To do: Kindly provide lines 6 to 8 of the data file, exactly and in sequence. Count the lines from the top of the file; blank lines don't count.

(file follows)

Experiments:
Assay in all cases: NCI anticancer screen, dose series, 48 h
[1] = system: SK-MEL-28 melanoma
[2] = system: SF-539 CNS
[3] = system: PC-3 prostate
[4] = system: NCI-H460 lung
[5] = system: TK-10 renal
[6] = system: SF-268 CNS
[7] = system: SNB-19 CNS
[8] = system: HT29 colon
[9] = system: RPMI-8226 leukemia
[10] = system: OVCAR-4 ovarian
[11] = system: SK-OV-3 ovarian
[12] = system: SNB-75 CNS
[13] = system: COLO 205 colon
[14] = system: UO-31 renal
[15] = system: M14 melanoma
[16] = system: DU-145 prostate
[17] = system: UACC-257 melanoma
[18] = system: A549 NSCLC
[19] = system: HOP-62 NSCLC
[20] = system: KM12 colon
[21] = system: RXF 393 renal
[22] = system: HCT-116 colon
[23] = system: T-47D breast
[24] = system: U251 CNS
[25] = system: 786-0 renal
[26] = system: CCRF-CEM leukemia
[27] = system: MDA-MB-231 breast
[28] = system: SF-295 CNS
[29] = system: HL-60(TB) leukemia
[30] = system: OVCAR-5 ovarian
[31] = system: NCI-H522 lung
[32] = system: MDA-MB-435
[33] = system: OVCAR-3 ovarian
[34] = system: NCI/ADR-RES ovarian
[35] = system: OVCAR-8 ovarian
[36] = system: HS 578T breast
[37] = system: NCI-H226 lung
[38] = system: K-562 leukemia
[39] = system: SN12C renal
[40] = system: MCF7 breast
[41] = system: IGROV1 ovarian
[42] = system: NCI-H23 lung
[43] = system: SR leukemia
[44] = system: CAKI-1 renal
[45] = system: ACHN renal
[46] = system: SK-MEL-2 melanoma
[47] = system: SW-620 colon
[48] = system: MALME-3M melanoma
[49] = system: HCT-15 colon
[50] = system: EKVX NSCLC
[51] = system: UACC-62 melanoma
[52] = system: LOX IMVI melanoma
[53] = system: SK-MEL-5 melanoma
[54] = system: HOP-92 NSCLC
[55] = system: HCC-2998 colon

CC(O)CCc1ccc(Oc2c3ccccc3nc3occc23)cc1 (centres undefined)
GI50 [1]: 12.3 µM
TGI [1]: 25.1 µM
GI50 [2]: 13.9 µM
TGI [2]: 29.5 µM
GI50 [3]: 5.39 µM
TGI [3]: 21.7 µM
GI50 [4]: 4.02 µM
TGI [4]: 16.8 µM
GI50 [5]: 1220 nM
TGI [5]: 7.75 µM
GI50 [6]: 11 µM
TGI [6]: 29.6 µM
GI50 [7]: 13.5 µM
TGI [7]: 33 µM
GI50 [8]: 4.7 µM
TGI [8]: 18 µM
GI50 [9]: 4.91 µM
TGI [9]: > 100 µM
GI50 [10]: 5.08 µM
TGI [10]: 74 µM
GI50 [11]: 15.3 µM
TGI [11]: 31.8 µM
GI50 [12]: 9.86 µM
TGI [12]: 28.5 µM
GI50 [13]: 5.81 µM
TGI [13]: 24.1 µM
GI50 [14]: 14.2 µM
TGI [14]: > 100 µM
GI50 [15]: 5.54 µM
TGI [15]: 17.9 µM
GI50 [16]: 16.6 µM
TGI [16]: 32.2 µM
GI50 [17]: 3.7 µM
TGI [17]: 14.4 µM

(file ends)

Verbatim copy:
[4] = system: NCI-H460 lung
[5] = system: TK-10 renal
[6] = system: SF-268 CNS